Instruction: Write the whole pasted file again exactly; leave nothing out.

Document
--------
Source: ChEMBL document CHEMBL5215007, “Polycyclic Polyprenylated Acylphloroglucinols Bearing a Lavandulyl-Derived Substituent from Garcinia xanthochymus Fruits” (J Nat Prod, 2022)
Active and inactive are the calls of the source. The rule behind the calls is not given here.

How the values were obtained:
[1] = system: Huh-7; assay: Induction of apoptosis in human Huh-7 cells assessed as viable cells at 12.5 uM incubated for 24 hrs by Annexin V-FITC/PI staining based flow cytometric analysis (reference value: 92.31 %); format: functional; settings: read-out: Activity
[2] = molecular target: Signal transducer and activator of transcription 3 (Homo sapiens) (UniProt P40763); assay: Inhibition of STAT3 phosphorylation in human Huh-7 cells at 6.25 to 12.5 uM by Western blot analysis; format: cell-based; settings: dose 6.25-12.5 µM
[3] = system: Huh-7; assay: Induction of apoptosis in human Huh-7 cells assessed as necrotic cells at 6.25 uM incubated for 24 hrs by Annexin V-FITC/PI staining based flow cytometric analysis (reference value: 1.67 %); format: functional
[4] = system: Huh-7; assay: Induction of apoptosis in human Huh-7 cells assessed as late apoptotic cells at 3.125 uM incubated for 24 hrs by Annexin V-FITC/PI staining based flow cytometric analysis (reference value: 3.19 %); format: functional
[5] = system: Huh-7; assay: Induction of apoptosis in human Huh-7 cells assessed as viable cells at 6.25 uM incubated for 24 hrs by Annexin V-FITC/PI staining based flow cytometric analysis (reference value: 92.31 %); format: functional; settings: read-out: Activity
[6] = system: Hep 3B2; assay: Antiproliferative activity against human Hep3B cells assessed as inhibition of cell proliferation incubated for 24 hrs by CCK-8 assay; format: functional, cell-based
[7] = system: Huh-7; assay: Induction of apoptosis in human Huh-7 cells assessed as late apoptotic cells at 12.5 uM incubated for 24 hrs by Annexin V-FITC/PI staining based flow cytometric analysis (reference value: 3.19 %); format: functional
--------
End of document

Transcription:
Source: ChEMBL document CHEMBL5215007, “Polycyclic Polyprenylated Acylphloroglucinols Bearing a Lavandulyl-Derived Substituent from Garcinia xanthochymus Fruits” (J Nat Prod, 2022)
Active and inactive are the calls of the source. The rule behind the calls is not given here.

How the values were obtained:
[1] = system: Huh-7; assay: Induction of apoptosis in human Huh-7 cells assessed as viable cells at 12.5 uM incubated for 24 hrs by Annexin V-FITC/PI staining based flow cytometric analysis (reference value: 92.31 %); format: functional; settings: read-out: Activity
[2] = molecular target: Signal transducer and activator of transcription 3 (Homo sapiens) (UniProt P40763); assay: Inhibition of STAT3 phosphorylation in human Huh-7 cells at 6.25 to 12.5 uM by Western blot analysis; format: cell-based; settings: dose 6.25-12.5 µM
[3] = system: Huh-7; assay: Induction of apoptosis in human Huh-7 cells assessed as necrotic cells at 6.25 uM incubated for 24 hrs by Annexin V-FITC/PI staining based flow cytometric analysis (reference value: 1.67 %); format: functional
[4] = system: Huh-7; assay: Induction of apoptosis in human Huh-7 cells assessed as late apoptotic cells at 3.125 uM incubated for 24 hrs by Annexin V-FITC/PI staining based flow cytometric analysis (reference value: 3.19 %); format: functional
[5] = system: Huh-7; assay: Induction of apoptosis in human Huh-7 cells assessed as viable cells at 6.25 uM incubated for 24 hrs by Annexin V-FITC/PI staining based flow cytometric analysis (reference value: 92.31 %); format: functional; settings: read-out: Activity
[6] = system: Hep 3B2; assay: Antiproliferative activity against human Hep3B cells assessed as inhibition of cell proliferation incubated for 24 hrs by CCK-8 assay; format: functional, cell-based
[7] = system: Huh-7; assay: Induction of apoptosis in human Huh-7 cells assessed as late apoptotic cells at 12.5 uM incubated for 24 hrs by Annexin V-FITC/PI staining based flow cytometric analysis (reference value: 3.19 %); format: functional